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a family of dicotyledonous plants (sometimes considered to be a subfamily—Caesalpinioideae—united with the subfamilies Papilionoideae and Mimosoideae in the family Leguminosae). The plants are mostly trees and shrubs with twice-pinnate or simply pinnate leaves. The flowers are mainly irregular but in contrast to typical Leguminosae, not papilionaceous.

There are about 150 genera, comprising as many as 2,800 species. The plants occur mostly in the tropics and subtropics of both hemispheres. The genera Gleditschia and Cercis (which includes the Judas tree) are found in the USSR. Also under cultivation there are the carob and various ornamental species of the genera Cassia and Caesalpinia. Many species yield valuable wood (logwood) and various resins and medicinal substances. The fruits of some species are edible (tamarind, carob).


Hutchinson, J. The Genera of Flowering Plants, vol. 1. Oxford, 1964.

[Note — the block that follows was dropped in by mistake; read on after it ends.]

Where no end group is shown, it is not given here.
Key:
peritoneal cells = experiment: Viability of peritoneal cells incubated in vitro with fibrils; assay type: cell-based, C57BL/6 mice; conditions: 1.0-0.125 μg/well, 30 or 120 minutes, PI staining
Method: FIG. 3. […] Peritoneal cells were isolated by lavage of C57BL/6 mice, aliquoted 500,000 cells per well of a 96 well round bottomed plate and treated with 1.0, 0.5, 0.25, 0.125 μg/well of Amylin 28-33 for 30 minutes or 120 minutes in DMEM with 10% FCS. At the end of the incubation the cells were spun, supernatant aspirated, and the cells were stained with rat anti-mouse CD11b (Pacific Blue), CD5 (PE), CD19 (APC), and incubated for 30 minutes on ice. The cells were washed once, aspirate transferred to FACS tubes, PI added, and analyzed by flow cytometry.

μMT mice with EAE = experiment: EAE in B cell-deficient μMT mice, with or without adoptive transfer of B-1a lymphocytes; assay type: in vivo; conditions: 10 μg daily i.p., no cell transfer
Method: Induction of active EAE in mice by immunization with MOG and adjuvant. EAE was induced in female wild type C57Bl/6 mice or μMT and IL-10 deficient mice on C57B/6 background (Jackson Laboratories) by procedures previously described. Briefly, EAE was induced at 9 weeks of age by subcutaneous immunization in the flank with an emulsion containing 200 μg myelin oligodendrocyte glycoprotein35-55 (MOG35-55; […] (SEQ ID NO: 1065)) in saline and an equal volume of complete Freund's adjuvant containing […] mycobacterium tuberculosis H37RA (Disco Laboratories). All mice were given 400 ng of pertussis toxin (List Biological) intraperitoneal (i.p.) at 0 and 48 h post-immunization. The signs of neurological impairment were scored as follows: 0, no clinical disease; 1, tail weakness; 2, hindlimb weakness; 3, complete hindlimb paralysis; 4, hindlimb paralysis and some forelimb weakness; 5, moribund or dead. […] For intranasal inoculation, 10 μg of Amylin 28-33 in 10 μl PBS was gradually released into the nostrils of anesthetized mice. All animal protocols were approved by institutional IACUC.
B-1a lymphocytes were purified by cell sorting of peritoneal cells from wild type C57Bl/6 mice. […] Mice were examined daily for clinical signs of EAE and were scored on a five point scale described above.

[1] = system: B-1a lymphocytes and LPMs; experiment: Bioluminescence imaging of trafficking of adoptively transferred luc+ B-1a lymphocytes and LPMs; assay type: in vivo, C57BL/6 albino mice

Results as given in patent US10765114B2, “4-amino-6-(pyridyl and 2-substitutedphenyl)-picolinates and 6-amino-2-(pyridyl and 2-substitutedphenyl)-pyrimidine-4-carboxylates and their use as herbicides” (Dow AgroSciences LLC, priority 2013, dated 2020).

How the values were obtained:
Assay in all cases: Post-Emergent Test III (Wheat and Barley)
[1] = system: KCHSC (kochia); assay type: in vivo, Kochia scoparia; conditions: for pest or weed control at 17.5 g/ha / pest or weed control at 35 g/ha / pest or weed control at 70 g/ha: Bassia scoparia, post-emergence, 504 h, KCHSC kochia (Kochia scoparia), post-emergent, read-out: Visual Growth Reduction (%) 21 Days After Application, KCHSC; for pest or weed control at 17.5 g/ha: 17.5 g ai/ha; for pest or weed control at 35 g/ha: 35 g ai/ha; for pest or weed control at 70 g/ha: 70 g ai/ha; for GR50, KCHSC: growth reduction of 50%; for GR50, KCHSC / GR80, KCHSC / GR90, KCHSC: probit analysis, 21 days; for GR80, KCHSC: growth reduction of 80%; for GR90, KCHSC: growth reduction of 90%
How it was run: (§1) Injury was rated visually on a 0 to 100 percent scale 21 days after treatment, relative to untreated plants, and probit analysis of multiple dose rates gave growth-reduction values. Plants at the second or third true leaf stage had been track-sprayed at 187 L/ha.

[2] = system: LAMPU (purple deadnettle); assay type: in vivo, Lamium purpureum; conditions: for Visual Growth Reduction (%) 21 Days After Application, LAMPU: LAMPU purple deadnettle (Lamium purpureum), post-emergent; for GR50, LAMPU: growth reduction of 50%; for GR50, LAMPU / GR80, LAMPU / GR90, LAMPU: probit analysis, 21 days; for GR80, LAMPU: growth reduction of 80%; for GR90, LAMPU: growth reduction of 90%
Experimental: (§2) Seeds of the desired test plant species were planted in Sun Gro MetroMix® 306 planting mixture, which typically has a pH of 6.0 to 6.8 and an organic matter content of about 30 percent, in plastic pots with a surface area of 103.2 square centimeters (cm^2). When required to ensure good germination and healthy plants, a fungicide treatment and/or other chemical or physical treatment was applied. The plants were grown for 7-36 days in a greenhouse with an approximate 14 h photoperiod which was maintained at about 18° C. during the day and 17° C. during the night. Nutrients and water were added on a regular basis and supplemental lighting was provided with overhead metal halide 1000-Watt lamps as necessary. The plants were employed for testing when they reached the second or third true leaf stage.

References in periodicals archive ?
Only one species of Caesalpinioideae, Gleditsia triacanthos, was restricted to these communities that were associated with oak-pine forests (particularly Quercus greggii-Pinus cemborides-Juniperus deppeana forests) in the northern portion of the study region (Sierra de Lampazos, Nuevo Leon; Estrada et al.
Phylogenetic relationships in the Caesalpinioideae (Leguminosae) as inferred from chloroplast trnL intron sequences.
A morphological phylogenetic analysis by Tucker and Douglas (1994) found that Faboideae and Mimosoideae were monophyletic but that Caesalpinioideae formed a grade, with the tribe Cassieae being polyphyletic.